But what is the relationship between improvisation- and the realization of results that all would agree are innovative- an improvement in value and meaning?

How does improvisation lead to innovation?

In one regard the answer to that question would depend on who is asking and what they are asking about. But that approach to the question is quantitative. One that assumes the value of innovation to be based on very specific qualities of past outcomes that can and should be measured and adhered to.  In other words if we were building a jet engine or a nuclear power plant where the allowable margin of risk was very slight this approach to the question would be appropriate.

The question is more interesting, though, if asked in the qualitative sense. How does the action of improvisation begin to yield innovative results? Where and when, in that process of parents observing the child, do their responses change the world of the child in a way that allows the child to move beyond what he or she is familiar with, to risk, trust, explore and grow? And how can parents recognize and interpret the qualities that child will discover and manifest in a way that transforms the parents’ behavior so that they can continue to grow as well?

The jazz ensemble is an amazing microcosm of this process. We can observe how the improvising soloist feeds back to the supporting members of the rhythm section (also improvising) so that they can expand their support in the way the soloist needs to continue their exploration. More on this to come in future blogging.

But what can be gleaned from the way improvisation leads to innovation in jazz is that the process is always uncertain. Improvisation is always an uncertain process and does not in and of itself imply an innovative outcome.

But when innovation does occur it means that the within the process of improvisation there has been an alignment in understanding between roles of exploration and support – in jazz the interplay between the improvisation of both the soloist and the supporting rhythm section. That alignment allows for the release of the old to allow for the new. It also implies a consensus about what knowledge and truth from the past shall continue to support the meaning of what is emerging in the present.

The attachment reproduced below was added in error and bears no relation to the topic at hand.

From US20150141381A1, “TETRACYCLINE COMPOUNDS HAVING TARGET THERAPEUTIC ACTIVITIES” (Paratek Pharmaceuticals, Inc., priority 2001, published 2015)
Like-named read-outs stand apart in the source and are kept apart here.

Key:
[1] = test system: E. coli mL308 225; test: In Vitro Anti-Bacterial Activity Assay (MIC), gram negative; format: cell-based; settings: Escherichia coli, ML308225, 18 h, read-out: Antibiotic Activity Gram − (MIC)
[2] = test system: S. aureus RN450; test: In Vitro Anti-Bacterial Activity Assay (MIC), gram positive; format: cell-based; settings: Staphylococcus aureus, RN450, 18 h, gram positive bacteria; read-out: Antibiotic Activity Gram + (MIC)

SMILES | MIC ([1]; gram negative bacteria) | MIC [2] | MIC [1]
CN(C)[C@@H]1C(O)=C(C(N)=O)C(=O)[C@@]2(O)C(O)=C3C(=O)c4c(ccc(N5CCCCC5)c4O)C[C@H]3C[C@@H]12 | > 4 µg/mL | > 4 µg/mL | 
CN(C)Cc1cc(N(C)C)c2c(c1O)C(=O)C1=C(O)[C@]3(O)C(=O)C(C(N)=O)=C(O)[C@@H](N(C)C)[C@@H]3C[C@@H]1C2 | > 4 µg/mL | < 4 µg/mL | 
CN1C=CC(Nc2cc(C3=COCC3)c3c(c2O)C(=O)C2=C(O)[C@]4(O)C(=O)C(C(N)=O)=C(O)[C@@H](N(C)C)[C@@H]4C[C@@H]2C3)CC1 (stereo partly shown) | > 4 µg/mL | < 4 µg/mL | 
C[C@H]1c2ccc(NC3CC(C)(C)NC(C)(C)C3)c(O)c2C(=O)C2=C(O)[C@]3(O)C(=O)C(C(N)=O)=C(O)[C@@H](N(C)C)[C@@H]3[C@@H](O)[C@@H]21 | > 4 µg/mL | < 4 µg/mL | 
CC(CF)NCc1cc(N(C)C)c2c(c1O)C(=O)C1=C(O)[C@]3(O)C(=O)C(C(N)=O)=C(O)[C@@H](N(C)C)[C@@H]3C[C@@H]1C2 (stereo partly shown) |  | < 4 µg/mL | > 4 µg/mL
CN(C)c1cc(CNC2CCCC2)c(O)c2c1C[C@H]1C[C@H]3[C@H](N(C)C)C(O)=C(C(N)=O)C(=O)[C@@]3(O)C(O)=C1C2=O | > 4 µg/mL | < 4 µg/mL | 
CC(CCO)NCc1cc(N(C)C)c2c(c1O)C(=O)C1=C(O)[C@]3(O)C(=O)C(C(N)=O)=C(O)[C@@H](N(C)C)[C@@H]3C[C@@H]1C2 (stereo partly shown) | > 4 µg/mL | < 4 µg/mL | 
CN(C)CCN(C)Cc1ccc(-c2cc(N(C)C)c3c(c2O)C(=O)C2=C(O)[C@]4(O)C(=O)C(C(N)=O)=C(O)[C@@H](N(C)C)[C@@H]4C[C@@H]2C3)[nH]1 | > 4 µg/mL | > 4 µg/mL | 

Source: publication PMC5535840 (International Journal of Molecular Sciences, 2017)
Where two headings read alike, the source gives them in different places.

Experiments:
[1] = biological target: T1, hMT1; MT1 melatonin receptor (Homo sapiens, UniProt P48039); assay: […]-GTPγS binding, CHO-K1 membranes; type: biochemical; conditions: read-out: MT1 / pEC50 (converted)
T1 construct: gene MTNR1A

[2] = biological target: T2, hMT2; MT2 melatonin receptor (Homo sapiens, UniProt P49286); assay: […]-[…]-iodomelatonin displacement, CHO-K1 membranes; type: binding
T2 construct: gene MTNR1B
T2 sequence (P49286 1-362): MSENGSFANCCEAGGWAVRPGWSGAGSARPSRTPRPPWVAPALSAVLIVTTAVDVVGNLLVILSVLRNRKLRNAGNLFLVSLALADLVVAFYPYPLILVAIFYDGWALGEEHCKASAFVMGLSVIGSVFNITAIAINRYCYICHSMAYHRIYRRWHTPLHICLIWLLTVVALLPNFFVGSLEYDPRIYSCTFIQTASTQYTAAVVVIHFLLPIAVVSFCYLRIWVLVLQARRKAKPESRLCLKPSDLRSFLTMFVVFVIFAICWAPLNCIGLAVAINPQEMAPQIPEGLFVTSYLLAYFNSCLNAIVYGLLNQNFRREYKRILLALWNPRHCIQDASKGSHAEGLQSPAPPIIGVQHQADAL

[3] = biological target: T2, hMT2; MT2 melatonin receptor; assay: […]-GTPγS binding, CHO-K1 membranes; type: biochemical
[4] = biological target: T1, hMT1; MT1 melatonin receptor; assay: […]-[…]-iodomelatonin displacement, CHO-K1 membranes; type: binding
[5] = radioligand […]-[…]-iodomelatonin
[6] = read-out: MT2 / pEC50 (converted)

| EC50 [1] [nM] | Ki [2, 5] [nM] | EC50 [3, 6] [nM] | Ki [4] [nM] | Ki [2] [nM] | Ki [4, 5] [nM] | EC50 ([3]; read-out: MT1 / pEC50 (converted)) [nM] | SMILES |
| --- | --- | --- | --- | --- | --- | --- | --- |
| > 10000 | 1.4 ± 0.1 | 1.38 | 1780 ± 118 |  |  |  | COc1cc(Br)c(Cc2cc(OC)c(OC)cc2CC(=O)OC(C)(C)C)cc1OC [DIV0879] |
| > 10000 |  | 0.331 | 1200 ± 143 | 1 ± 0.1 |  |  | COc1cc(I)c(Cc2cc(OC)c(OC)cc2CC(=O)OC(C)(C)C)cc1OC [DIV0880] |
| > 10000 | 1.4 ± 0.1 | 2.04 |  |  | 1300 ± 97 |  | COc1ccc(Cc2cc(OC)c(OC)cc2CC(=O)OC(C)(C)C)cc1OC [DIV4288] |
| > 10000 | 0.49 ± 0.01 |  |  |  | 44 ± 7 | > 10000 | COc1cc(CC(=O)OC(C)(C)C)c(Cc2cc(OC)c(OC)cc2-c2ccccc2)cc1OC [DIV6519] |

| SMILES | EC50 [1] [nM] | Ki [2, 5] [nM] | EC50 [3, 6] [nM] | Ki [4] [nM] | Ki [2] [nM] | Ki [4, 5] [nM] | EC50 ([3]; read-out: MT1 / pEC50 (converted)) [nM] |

This is the constant edge of improvisation leading to innovation. It is a state that is ephemeral, elusive and extremely vulnerable. And yet it is where all positive change begins.

The dynamics that jazz improvisers practice on a daily basis are musical. But they are also linguistic and empathic in a deeply humanistic sense. These dynamics begin and end with listening- an act that many of us have become very subconscious about. To really listen means to be aware of our position on this continuum of improvisation-to understand that our smallest actions and decisions contribute to the equation of improvisation manifesting innovation. . . or not.

Art is a reflection of fundamental aspects of how we perceive and relate to each other and the world.
Jazz is a unique art form that captures and musifies certain interpersonal dynamics that are fundamental in the improvisation of life.

Because life is improvised there is the art of jazz.

It’s about you.

The Nature of Creativity

In Author: Michael Gold, Creativity and Innovation, ENTREPRENEUR THE ARTS on April 20, 2009 at 3:56 am

In 1975 the Sociologist Rollo May published a series of essays about the nature of creativity.

He begins with these words:

We are living at a time when one age is dying and the new age is not yet born.

A choice confronts us. Shall we, as we feel our foundations shaking, withdraw in anxiety and panic? Frightened by a loss of our familiar mooring places, shall we become paralyzed and cover our inaction with apathy?

If we do those things we will have surrendered our chance to participate in the forming of the future. We will have forfeited the distinctive characteristic of human beings- namely to influence our evolution through our own awareness. We will have capitulated to the blind juggernaut of history and lost the chance to mold the future into a society more equitable and humane.

Or shall we seize the courage necessary to preserve our sensitivity, awareness and responsibility in the face of radical change?

We are called upon to do something new, to confront a no man’s land, to push into a forest where there are no well worn paths and from which no one has returned to guide us.

To live into the future means to leap into the unknown, and this requires a degree of courage for which there is no immediate precedent and which few people realize.

The name of his book is The Courage to Create.

His ideas from 40 years ago are perhaps even more meaningful in the world we find ourselves in today.

40 years ago May was speaking to artists, psychologists, philosophers and academics. Today his words are an imperative for every one of us.

For the past ten years I have been involved in an emerging field that uses the arts to help people in the realm of business, education and organizations understand and appreciate the creative process.